Apr. 28—Dayton’s first cooperative grocery store opens next month bringing fresh food and new investment to lower Salem Avenue, an area where both have long been scarce.
The Gem City Market, one of the most closely watched projects in the Dayton area, announced on Wednesday that its grand opening will be in two weeks, at noon Wednesday, May 12.
“It’s kind of a speechless moment,” said Amaha Sellassie, president of the Gem City Market board. “To be in this moment, it’s amazing to see and witness.”
Sellassie, co-executive director of Co-op Dayton, added that it’s a testament to Dayton and the region to see how everyone came together in the last six years to make this vision a reality.
“We built this moment together,” Sellassie said. “The community’s fingerprint is in throughout (the market).”
The market, located at 324 Salem Ave., already has shelves and coolers stocked with nonperishable items, but supporters say they need a little more time to put the finishing touches on the store.
In the coming weeks, staff will continue to stock shelves, finish training on the checkout process and review surveys and emails to make sure the market is carrying items shoppers want.
Years of hard work are finally paying off, supporters say, and the market is a major victory in the battle against food deserts in west and northwest Dayton.
“We did it ― come and shop,” said Kenya Baker, outreach director for Co-op Dayton. “Make Gem City Market your first stop. If you are hungry, you provided yourself with a grocery store.”
About 19,000 residents live within a mile and a half of the Gem City Market, and the food co-op will greatly reduce their travel time to get groceries, market board members say.
The market has about 8,000 square feet of retail space, a community space, a community kitchen and an area for a health clinic.
The community and clinic spaces will host health screenings, after-school children’s programming, yoga sessions and other events, while the community kitchen will offer cooking classes and demonstrations and educational programming.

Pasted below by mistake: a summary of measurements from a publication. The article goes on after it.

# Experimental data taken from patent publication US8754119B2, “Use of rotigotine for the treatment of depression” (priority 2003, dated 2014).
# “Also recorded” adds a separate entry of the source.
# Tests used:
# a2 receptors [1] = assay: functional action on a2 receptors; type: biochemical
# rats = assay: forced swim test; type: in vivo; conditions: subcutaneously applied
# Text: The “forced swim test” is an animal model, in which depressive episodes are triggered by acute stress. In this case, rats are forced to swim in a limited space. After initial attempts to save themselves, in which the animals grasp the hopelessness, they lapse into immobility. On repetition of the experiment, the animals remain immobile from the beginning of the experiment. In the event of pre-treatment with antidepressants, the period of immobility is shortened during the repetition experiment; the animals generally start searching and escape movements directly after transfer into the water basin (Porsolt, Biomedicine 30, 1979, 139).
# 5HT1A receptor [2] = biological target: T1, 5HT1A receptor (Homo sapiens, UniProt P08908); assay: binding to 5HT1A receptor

Gem City Market is one of a small number of food co-ops in the state, and it is likely one of the only worker- and community-owned, full-service grocery stores in the nation, supporters say.
The market’s product variety, including what are considered convention groceries, also makes it stand out from many other food cooperatives.
The Gem City Market hopes to cater to a diverse range of customers, from bargain-seekers to foodies, by offering low cost options, brand name products and local and organic products.
About 40,000 people live in west Dayton neighborhoods, but they haven’t had a full-service grocery store in a long time, Sellassie said.
The Gem City Market will sell affordable and fresh meats, fruits, vegetables and other products that are in woefully short supply in west Dayton neighborhoods, he said.
Dollar stores and small markets sell some food products, but they have limited selections and their prices tend to be significantly higher than full-service grocery stores, he said.
The market will fulfill food needs but also will provide community members with spaces to meet, collaborate, connect and learn how to improve their health, diets and lifestyles, Sellassie said.
The future of the market and its success will be determined by the community, because they own it, he said.
“We’ve been saying, ‘We are the ones we’ve been waiting for,'” he said. “It’s the gifts and talents of the community that made this happen.”
The market now has nearly 4,000 members, more than half of whom live in the trade area, supporters say.
Anyone can shop at the market, but the store is owned by workers and community members, who have a say in market decisions and members also receive special discounts.
“We built this together,” said Leah Bahan-Harris, the market’s general manager.